The Tragedy of Macbeth, Part II


The Tragedy of Macbeth, Part II:
The Seed of Banquo

“A poetic, well-paced drama.”

“An audacious achievement.”
–Jennifer Lee Carrell, Ph.D. (Harvard)
New York Times Bestselling author of
Interred With Their Bones/The Shakespeare Secret


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Staged Reading of Act I
November 5, 2008
The Producers Club, New York, NY

Staged Reading of Entire Play
April 23, 2009
The Cherry Lane Theatre, New York, NY

Staged Reading of Entire Play
United Kingdom

Ambition, Betrayal, Murder…
In 1610, The Tragedy of Macbeth was first performed.
400 years later: the sequel.

 An original play, The Tragedy of Macbeth, Part II picks up where Shakespeare’s Macbeth left off, imagining a resolution to the witches’ original prophecy that “the seed of Banquo” will become kings. Written in blank verse, adhering to the traditional Shakespearean five-act structure, it is executed in the form of what would be a faithful sequel.

The first hardcover edition was published by Pegasus Books in October of 2008, and the paperback edition will be released on April 23, 2010 (Shakespeare’s birthday).

Recommended Reading
New York Magazine Fall Preview


An audacious achievement.
‘Blood will have blood,’ wrote Shakespeare, and Lukeman steers us
back into the red, raging thick of it, exploring—in blank verse, no less—
the murderous fallout from the original Macbeth.”
–Jennifer Lee Carrell, Ph.D. (Harvard)
New York Times Bestselling author of Interred With Their Bones/The Shakespeare Secret

“Shakespeare lives on because we find his thoughts in our blood.
Noah Lukeman’s bold sequel to Macbeth, written in blank verse, is a fierce,
memory-ridden love letter to Shakespeare, and an enthralling reminder that,
in our imagination, Shakespeare’s greatest plays have no end.”
–Nigel Cliff, author of The Shakespeare Riots

“Lukeman’s sequel to the Scottish play succeeds
as both a fascinating literary exercise and an entertaining play
in its own right….[A] poetic, well-paced drama.”
{click here to read the full review}

“Lukeman follows the structure, the pace and the language 
of Shakespeare so closely that an opinion of the play can go both ways: one, Lukeman is not really jumping out on a limb and creating his own version of Shakespeare or two, Lukeman truly has mastered the Shakespearian art and created a play that can stand as a sequel to the great Shakespearian play. I lean towards the latter.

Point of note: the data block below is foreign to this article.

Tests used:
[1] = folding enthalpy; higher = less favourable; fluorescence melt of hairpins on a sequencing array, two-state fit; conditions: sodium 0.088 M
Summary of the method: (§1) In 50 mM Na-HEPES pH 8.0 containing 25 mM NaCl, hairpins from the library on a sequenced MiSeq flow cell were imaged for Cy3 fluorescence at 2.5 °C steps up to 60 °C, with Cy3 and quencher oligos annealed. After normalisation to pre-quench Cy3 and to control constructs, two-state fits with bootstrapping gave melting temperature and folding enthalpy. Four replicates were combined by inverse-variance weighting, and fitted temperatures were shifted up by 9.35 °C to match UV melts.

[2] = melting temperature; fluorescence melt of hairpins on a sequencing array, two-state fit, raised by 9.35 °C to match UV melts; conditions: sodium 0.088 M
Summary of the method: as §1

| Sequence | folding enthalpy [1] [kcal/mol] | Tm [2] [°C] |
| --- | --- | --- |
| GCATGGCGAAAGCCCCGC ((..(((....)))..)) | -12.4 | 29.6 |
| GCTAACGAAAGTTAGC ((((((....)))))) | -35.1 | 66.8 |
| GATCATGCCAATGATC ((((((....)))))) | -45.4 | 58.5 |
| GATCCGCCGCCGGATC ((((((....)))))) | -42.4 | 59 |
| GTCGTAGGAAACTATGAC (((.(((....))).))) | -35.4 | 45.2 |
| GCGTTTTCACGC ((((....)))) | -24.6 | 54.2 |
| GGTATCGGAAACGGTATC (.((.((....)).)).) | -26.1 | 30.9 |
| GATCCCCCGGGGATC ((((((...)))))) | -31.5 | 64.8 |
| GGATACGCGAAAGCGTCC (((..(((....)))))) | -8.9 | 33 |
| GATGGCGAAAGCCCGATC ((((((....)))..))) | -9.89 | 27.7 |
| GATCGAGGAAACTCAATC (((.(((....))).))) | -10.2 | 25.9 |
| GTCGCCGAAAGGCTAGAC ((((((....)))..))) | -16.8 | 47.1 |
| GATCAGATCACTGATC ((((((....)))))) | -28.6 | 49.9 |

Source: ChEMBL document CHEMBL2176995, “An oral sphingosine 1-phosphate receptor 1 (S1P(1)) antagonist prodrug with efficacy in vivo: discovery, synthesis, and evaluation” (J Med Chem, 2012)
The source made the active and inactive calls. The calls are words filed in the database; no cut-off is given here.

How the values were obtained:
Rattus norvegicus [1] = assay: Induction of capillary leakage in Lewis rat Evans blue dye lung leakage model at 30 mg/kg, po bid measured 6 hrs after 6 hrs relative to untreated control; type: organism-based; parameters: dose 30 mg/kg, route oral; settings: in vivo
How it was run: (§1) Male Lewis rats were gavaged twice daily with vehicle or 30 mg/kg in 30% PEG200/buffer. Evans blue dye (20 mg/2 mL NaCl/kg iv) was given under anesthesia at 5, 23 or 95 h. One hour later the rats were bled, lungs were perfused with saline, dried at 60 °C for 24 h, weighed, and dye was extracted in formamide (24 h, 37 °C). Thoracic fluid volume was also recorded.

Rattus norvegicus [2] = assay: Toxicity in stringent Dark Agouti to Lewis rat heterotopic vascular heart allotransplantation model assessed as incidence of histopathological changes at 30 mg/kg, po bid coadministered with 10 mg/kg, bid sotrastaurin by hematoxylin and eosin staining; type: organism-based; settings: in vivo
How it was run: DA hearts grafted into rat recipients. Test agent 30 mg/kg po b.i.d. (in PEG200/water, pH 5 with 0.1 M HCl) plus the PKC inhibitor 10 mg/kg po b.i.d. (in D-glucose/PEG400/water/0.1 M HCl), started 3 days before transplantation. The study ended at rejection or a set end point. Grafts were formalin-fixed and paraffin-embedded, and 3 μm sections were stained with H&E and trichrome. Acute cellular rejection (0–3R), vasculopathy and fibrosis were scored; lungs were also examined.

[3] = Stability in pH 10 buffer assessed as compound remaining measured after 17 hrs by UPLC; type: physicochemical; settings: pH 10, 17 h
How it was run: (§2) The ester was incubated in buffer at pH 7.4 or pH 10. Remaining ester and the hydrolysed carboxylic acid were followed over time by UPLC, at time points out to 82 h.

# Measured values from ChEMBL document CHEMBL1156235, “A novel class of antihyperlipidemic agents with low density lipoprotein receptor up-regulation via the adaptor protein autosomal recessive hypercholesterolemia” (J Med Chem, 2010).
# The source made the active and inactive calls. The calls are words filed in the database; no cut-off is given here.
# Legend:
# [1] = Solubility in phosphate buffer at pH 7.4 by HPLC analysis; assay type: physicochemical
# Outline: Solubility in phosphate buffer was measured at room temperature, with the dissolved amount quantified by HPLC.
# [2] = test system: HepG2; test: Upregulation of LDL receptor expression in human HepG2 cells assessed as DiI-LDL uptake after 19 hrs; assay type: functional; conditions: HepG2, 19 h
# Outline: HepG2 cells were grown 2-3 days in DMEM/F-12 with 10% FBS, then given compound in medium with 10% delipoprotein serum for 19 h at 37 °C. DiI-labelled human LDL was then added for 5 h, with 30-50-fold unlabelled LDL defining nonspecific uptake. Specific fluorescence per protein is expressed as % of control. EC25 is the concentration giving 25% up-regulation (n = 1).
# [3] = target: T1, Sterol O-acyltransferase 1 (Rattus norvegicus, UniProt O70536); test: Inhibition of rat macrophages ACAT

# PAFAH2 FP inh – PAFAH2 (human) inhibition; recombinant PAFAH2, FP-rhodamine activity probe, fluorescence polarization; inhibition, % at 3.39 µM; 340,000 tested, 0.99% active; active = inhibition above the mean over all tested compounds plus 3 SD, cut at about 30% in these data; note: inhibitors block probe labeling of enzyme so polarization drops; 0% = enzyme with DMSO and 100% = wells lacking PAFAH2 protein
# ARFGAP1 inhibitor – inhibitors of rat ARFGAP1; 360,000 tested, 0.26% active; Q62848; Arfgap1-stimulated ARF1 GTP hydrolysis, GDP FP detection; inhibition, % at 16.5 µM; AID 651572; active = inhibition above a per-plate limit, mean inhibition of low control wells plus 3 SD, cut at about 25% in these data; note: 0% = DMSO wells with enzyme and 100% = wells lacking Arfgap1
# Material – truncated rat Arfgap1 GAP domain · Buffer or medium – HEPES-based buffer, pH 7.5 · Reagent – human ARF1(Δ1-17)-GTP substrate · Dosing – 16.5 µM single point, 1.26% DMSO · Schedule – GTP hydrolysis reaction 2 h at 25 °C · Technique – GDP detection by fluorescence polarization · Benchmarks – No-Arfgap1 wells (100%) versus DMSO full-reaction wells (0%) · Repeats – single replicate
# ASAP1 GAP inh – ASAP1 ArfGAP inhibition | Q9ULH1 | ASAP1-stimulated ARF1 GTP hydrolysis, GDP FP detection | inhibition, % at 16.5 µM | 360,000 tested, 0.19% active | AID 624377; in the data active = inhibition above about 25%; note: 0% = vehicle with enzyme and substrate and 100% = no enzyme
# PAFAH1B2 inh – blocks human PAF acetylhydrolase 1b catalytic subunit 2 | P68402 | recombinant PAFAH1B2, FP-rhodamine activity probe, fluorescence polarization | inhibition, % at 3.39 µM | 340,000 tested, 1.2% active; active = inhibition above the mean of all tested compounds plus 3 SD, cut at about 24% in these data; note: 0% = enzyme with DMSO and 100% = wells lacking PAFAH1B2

—A.M. Perez, Amanda’s Weekly Zen

“The sequel is a tough nut to crack.
But when the original is more than 400 years old, that nut has become nearly petrified….
[Lukeman] cracks a tough nut indeed. Good Reading.

Petoskey News Review, Michigan

Lukeman did a top-notch job creating a fresh play
in the style of Shakespeare. The story moves quite briskly, and takes quite a few intriguing twists….The rhythm of the words and the drama of the story would make for quite a suspenseful and entertaining show. In fact, I really hope Lukeman is in the process of negotiating a production somewhere.

Fashionista Piranha





New York Magazine (Fall Preview) (September, 2008)

Booklist (September, 2008)

Publishers Weekly (June, 2008)

Telegraph (UK) (January, 2008)

Publishers Weekly (December, 2007)

Boston Globe (December, 2007)

Petoskey New Review, Michigan (March, 2009)


Publishers Lunch (January, 2008)

Amanda’s Weekly Zen (March, 2009)

Fashionista Piranha (December, 2008)

Remember Love? (July, 2008)

In Reference to Murder (April, 2008)

Wikipedia (April, 2009)

Buy the hardcover or paperback edition:

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Noah Lukeman’s other titles:

cover        The Plot thickens          How to Write a Great Query Letter          A Dash of Style   

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